The biggest change, however, is that gay male dancer Maxie becomes lesbian cheerleader Tea. Now, I don’t really miss Maxie because he didn’t do much. Over the course of the first 2 seasons of Skins, Maxie spent most of the time dancing on rooftops and dodging his stalker (not as awesome as it sounds). Tea, however, doesn’t seem much more developed. While it is intriguing that she’s a closeted lesbian on the cheerleading squad, promo materials seem to imply she was added just to amp up the bitch factor of the show. So far, she’s portrayed as aggressive, selfish, and somewhat unfeeling. Maxie was, by far, the nicest member of the group, so it makes me wonder what’s to be gained from this character substitution. While the addition of Tea will probably provide the opportunity to diverge from the UK plots, it does eliminate the friendship of Anwar and Maxie – which was one of the most sincere aspects of Skins UK. While Maxie on his own didn’t do much, there are a lot of good stories surrounding Anwar trying to reconcile his Islamic religious views with his friendship with Maxie. The more comfortable Maxie becomes with his sexuality, the less comfortable Anwar becomes with their friendship. They spend the better part of a season finding their way back to each other, and that character arc redeems the show even when it hits its darkest levels; I hate to think that the US version will miss out on that. It doesn’t seem that Abbud and Tea are as close as their UK counterparts, mainly due to the fact that Abbud is too much of a horndog to successfully have a girl best friend.

Outside of name/race/gender changes, the Skins premiere is almost a note-for-note translation of the UK debut. While this might sound like praise, I found this to be a problem. At its best, it played out like “karaoke television”, as the American cast did their best to ape the originators of their roles. For viewers of the original series, you might get lost in the “OK, I can see this guy as Stanley/Sidney”, but that didn’t add anything to the experience. The actors are capable, but they’re not better than the UK actors. For those who hadn’t seen the UK series, I almost feel bad for them, as I don’t really know what’s in it for them. In imitating the UK actors so precisely, the US actors lost all meaning and motivation behind their actions. It comes off less as “Stan is buying drugs because he thinks it’ll help him get laid”, and seems more like “Stan is buying drugs because that’s what Sid did the first time this script was filmed”. Also, I know I used the terms “raw” and “real” a lot in the beginning, but that’s how the original series felt. Due to American cable standards and practices, the stakes are much lower. There’s only so much they’re going to get away with, and it’s all the kind of stuff you could find in other shows. The US series is hardly destination television, as I found it a chore to get through, while the UK version was quite riveting. At most, it might be worth following just to marvel at how closely they reenact the UK episodes, but I think I’ll check back once the season is over so that I can watch them all in one fell swoop.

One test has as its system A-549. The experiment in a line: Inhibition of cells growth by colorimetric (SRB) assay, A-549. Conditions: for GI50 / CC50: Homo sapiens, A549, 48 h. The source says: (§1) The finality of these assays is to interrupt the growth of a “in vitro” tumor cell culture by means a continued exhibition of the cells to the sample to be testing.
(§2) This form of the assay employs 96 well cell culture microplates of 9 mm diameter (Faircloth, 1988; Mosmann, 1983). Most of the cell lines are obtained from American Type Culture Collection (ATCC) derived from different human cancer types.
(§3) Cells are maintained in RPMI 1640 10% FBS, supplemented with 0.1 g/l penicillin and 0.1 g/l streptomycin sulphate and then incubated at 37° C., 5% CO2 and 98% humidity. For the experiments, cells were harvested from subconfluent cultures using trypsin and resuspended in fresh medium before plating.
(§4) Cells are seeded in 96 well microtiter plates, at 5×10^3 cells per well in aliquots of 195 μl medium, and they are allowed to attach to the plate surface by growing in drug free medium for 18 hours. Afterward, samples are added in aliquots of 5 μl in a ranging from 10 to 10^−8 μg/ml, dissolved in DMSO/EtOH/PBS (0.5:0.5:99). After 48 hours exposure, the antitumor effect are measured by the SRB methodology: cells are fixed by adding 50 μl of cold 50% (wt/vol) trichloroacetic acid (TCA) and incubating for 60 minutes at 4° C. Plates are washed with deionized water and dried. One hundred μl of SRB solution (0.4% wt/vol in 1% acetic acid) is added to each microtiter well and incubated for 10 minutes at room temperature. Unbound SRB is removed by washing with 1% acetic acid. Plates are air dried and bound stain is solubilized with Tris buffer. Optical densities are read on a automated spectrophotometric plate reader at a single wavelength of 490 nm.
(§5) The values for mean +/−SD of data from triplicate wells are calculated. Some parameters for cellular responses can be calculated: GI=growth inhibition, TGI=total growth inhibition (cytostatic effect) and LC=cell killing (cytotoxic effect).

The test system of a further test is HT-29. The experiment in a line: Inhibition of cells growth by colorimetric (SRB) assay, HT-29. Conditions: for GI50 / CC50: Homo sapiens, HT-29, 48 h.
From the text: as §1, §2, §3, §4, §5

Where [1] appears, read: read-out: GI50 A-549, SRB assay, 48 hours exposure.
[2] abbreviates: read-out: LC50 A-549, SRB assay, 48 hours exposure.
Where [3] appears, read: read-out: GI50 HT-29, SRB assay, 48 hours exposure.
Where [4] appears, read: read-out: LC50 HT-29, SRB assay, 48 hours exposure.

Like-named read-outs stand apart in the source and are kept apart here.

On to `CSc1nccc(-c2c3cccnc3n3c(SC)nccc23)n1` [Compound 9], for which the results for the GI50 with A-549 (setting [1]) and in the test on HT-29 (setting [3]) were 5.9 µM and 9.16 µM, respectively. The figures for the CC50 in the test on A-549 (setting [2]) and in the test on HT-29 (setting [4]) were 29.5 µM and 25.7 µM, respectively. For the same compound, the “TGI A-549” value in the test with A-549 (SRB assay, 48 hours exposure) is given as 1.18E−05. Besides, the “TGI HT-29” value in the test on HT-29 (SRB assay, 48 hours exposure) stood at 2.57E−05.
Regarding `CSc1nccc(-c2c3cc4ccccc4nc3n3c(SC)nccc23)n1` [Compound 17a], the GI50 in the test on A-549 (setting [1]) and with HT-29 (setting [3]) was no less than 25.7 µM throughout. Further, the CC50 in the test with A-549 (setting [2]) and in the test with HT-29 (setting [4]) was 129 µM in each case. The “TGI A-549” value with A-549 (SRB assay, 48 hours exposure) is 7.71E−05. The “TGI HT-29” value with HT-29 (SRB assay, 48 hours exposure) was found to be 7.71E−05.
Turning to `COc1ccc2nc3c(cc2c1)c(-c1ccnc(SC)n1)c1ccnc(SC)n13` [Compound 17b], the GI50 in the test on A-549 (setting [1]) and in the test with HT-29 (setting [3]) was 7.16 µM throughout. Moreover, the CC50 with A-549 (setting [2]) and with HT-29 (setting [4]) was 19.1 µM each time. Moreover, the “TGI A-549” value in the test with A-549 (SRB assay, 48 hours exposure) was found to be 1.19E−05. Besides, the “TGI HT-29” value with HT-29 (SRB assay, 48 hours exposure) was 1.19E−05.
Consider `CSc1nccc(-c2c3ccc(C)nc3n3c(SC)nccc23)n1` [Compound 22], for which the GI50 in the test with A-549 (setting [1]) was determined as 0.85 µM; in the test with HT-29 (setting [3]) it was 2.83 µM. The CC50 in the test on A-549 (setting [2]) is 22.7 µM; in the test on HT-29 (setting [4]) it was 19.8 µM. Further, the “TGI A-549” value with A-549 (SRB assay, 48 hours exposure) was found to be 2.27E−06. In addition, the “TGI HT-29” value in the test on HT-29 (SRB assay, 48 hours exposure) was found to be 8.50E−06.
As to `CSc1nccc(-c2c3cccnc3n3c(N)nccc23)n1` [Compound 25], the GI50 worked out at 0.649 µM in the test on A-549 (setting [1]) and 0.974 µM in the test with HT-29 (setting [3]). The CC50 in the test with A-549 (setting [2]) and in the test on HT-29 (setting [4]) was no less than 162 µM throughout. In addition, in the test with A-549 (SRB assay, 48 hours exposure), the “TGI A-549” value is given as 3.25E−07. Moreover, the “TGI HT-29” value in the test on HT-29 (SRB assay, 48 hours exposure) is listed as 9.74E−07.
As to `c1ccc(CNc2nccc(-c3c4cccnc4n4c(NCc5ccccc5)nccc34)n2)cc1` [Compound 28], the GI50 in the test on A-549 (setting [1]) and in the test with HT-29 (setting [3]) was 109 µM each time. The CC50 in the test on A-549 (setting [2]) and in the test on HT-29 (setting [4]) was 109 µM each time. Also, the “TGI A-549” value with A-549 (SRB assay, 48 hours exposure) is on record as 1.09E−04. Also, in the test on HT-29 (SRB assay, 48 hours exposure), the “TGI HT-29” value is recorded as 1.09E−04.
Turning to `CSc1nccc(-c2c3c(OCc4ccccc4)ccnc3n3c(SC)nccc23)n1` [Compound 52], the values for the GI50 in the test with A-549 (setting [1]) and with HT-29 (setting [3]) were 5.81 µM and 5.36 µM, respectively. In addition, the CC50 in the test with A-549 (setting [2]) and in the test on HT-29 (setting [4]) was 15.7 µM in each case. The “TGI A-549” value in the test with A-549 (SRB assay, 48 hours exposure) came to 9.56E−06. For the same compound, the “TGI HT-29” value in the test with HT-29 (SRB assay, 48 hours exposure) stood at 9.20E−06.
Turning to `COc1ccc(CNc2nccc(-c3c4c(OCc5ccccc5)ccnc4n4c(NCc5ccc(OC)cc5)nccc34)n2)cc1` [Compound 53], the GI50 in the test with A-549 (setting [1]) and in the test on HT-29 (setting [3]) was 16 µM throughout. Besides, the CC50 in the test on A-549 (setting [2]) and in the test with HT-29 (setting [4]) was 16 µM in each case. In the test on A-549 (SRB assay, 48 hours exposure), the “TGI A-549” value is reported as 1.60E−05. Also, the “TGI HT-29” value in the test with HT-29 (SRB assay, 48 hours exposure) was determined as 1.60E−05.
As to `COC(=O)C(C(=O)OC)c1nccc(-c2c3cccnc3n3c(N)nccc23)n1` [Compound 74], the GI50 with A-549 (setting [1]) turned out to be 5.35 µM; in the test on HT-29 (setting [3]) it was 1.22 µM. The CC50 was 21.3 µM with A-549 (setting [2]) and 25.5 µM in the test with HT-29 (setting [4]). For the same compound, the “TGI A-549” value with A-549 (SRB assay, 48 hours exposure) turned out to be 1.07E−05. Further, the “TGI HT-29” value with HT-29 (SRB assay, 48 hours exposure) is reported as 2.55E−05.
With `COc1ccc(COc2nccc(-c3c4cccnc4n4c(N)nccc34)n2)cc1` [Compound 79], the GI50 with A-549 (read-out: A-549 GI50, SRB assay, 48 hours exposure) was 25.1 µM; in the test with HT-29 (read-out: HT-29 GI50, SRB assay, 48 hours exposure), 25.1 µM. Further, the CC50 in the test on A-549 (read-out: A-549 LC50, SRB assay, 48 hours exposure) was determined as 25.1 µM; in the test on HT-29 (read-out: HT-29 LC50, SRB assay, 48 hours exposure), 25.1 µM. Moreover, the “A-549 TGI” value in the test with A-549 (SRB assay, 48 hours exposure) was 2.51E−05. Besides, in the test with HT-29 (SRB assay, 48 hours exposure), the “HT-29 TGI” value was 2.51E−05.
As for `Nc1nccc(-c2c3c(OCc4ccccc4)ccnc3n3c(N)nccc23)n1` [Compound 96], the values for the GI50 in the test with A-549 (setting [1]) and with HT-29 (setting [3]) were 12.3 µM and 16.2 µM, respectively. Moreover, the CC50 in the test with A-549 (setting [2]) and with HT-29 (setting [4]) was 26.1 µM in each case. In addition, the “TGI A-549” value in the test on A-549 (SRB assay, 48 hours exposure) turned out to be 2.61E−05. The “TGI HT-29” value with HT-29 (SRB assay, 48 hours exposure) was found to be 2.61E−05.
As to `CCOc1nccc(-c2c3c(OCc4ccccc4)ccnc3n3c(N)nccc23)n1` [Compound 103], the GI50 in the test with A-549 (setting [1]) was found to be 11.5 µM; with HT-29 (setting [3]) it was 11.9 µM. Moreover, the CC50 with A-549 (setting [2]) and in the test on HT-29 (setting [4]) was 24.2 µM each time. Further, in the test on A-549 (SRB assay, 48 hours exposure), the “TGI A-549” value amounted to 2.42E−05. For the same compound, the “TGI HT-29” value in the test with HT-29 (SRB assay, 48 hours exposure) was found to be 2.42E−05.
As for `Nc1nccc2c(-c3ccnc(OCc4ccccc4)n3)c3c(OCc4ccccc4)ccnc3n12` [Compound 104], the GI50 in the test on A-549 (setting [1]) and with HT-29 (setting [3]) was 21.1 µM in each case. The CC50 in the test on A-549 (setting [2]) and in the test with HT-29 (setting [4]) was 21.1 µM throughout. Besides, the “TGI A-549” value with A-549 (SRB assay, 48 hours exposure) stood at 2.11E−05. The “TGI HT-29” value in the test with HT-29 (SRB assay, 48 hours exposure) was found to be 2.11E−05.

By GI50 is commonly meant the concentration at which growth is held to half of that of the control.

A question I feel I need to revisit is “How *real* is Skins?” I honestly don’t know the answer to that. I certainly believe that these kids exist, despite the better wishes of the world’s parents. I don’t think it’s a show that parents would enjoy if they went into watching it as parents. I think I loved the UK show, mainly, due to my sheltered upbringing. I think I was fascinated by it because I felt it was refreshing to see teenagers do something other than pull pranks on their principal or cheat at driver’s ed. I knew these kids existed, but I wasn’t one of them, nor did I grow up with them. As with most UK shows I’ve loved, there’s always been an aspect of “Wow, they’re so different over there”, and by thinking of the subject matter as “exotic”, the show became that much more fascinating to me. I’m not that naive, however, and I realize that the stuff the Skins teens get into can happen anywhere.  That’s what kind of killed the magic for me when they announced a US iteration. Not that the locale was a character in the show, but the British sensibility did lend itself to the show – so much so that I found myself wanting the US cast to at least fake some accents or something. So, it could just be the snob in me saying that I didn’t like Skins US mainly because it’s not quintessentially “British” anymore. I can be honest enough to admit that may be a possibility. What I do know is that this Americanized version just doesn’t do it for me. If MTV wanted to be cutting edge, they could’ve just imported the original series. That series felt like groundbreaking television; this iteration just feels like they’re playing Dress-Up